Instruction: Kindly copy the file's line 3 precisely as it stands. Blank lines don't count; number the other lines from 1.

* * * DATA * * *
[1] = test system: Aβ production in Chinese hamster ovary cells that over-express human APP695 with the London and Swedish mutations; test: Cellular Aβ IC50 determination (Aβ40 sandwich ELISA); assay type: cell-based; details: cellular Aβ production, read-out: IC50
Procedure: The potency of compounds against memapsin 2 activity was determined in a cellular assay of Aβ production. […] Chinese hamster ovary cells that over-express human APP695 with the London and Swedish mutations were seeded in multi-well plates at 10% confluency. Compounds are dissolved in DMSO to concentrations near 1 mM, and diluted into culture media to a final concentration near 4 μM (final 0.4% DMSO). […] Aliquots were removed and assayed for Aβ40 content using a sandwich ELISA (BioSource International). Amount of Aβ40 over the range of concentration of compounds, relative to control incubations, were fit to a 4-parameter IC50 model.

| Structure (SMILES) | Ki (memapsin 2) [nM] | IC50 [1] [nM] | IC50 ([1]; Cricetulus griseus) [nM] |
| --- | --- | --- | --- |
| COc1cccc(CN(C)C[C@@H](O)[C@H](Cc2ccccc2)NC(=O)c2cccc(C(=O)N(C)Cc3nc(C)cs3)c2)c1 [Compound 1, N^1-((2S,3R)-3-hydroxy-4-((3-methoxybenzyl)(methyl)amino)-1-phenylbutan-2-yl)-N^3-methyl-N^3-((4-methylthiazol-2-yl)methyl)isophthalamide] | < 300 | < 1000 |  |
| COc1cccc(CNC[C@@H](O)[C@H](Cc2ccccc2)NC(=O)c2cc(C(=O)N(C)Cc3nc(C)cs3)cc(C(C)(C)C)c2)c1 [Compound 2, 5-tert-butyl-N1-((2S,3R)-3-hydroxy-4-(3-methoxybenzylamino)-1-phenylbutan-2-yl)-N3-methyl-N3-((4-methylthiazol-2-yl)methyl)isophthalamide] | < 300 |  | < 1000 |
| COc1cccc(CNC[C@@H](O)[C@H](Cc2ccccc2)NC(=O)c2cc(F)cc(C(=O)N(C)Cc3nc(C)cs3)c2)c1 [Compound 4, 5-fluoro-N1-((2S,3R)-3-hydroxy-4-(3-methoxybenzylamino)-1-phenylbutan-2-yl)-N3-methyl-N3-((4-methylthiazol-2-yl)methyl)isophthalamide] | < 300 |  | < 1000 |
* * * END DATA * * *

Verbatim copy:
| Structure (SMILES) | Ki (memapsin 2) [nM] | IC50 [1] [nM] | IC50 ([1]; Cricetulus griseus) [nM] |